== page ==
Now, back to why UofL might have pressed this secret investigation. He is often a harsh critic of UofL, including for its treatment of minorities and LGBTQ people. Jones contends in his letter that the investigation is “ … largely because of the fact that I have ceaselessly championed issues of consequence to marginalized people.”

“Interestingly, on more than one occasion to date, upper-level members of the current administration have intimated that, unbeknownst to me (allegedly because people fear me), across lines of race, I am regarded as a widely disliked bully who is a problematic and ‘threatening’ presence … ”

“Unfortunately, we still live with the reality that black people who display the same leadership characteristics as whites and others are regarded differently. Non-black leaders with more aggressive personalities are seen as ‘no-nonsense, hard-charging, passionate, tough and results-oriented.” But, he wrote, “Bolder black men, more often than not, are characterized as ‘scary’ or ‘threatening.’”

Jones wrote that he was told by a UofL leader that more than 75 faculty members made complaints in the case. “Honestly, it is hard to believe that even if this estimate is true, it includes an appreciable number of black people — the population with whom I have made a common cause and defended for well over two decades,” he wrote.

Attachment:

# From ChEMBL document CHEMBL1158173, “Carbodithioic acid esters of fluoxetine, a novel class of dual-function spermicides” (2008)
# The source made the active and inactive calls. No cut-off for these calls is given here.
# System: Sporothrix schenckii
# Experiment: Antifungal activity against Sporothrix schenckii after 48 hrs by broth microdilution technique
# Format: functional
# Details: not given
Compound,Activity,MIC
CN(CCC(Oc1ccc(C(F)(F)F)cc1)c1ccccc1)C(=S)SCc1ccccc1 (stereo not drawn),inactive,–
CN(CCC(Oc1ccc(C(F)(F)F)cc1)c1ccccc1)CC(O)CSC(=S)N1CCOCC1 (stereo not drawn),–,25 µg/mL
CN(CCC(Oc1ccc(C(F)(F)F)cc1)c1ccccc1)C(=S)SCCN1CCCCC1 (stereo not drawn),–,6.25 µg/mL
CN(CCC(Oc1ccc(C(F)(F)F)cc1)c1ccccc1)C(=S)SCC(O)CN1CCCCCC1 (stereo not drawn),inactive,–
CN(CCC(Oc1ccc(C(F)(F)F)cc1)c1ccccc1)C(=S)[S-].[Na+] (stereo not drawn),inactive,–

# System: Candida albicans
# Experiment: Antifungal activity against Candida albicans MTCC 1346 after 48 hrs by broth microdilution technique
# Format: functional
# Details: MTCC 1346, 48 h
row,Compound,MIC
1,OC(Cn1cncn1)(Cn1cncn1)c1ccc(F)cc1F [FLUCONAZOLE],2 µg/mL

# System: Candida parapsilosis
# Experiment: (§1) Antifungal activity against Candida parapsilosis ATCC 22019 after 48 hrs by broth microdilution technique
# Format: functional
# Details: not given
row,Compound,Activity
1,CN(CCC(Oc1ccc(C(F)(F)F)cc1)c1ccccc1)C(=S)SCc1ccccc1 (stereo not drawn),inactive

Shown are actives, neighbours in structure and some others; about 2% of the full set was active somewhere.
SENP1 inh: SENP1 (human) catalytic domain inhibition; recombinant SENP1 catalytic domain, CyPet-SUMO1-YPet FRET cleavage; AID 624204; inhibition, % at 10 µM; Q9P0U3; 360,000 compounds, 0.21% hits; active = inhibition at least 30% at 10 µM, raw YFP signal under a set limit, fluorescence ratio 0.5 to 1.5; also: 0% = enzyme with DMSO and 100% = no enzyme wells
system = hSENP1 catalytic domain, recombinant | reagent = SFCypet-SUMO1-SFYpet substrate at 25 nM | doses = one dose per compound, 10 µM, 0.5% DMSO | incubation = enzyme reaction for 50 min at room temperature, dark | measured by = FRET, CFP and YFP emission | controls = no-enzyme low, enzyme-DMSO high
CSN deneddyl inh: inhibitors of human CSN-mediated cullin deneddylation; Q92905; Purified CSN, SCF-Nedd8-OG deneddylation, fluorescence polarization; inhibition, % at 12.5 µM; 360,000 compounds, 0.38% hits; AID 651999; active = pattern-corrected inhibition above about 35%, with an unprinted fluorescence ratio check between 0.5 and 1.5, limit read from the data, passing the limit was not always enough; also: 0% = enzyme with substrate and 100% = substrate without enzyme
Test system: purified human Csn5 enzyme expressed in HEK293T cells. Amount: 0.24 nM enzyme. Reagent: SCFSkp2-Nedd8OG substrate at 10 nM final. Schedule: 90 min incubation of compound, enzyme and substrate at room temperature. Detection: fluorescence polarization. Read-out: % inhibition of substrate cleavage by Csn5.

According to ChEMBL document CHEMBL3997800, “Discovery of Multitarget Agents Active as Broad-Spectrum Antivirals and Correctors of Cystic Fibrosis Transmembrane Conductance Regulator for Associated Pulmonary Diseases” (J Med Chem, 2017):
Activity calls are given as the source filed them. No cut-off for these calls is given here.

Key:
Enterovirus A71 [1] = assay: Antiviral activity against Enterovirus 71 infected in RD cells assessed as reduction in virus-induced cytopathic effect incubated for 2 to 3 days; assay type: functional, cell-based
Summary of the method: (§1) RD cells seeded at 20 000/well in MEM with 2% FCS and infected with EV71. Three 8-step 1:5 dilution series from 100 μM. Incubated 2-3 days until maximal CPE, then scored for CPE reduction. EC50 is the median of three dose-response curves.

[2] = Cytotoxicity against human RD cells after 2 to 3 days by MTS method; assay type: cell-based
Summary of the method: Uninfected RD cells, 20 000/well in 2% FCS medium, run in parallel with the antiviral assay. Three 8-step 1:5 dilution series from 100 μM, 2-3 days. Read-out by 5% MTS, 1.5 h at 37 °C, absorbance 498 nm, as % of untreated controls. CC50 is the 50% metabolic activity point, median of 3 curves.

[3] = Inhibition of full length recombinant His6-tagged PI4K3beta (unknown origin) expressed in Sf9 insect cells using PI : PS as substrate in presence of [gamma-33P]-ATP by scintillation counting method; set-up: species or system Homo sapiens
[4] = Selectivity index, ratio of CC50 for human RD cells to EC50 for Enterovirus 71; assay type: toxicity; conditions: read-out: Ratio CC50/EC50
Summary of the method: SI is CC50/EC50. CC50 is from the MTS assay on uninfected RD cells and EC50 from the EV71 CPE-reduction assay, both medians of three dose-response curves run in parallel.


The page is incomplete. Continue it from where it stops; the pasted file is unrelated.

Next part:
Jones also wrote that “I was never informed by any university administrator or the University Integrity and Compliance Office that I was under investigation … “ And, “I was never notified of my rights during the process. I was never informed how or by whom the investigation would be conducted. I was never interviewed to defend myself and give my side of the story.” Really?

Again, Karman declined to comment. We also asked: “If you cannot comment on specific personnel issues, can you explain the university policy for investigating such claims? What opportunities are there for the accused to mount a defense and an appeal? Why aren’t they notified they are under investigation? Do the accused ever get a chance to question their accusers?”

We received a copy of the “Official University Administrative Procedure.” It did not answer those questions.

Maybe Jones will get answers. He and his lawyer have asked for the investigative materials, the names of his accusers and the “names and specific situations in which I have been personally threatening, bullying, etc., to accusers outside the university — alumni, board of trustees members, and others.”

On Tuesday, Jones told LEO he has received only the investigative report, not the other information. “That seems to be their approach. Do these things and then not answer. Seems rather totalitarian and destructive to me.”